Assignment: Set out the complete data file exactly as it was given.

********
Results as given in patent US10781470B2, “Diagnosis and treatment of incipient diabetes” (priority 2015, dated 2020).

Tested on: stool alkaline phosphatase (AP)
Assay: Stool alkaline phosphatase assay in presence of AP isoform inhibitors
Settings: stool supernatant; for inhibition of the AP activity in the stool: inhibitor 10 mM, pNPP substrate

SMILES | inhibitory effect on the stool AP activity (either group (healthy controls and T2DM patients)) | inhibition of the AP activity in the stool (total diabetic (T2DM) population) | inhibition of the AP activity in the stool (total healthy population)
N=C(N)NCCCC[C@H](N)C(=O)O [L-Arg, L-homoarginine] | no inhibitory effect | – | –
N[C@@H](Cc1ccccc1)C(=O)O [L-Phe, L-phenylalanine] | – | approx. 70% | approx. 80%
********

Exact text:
Results as given in patent US10781470B2, “Diagnosis and treatment of incipient diabetes” (priority 2015, dated 2020).

Tested on: stool alkaline phosphatase (AP)
Assay: Stool alkaline phosphatase assay in presence of AP isoform inhibitors
Settings: stool supernatant; for inhibition of the AP activity in the stool: inhibitor 10 mM, pNPP substrate

SMILES | inhibitory effect on the stool AP activity (either group (healthy controls and T2DM patients)) | inhibition of the AP activity in the stool (total diabetic (T2DM) population) | inhibition of the AP activity in the stool (total healthy population)
N=C(N)NCCCC[C@H](N)C(=O)O [L-Arg, L-homoarginine] | no inhibitory effect | – | –
N[C@@H](Cc1ccccc1)C(=O)O [L-Phe, L-phenylalanine] | – | approx. 70% | approx. 80%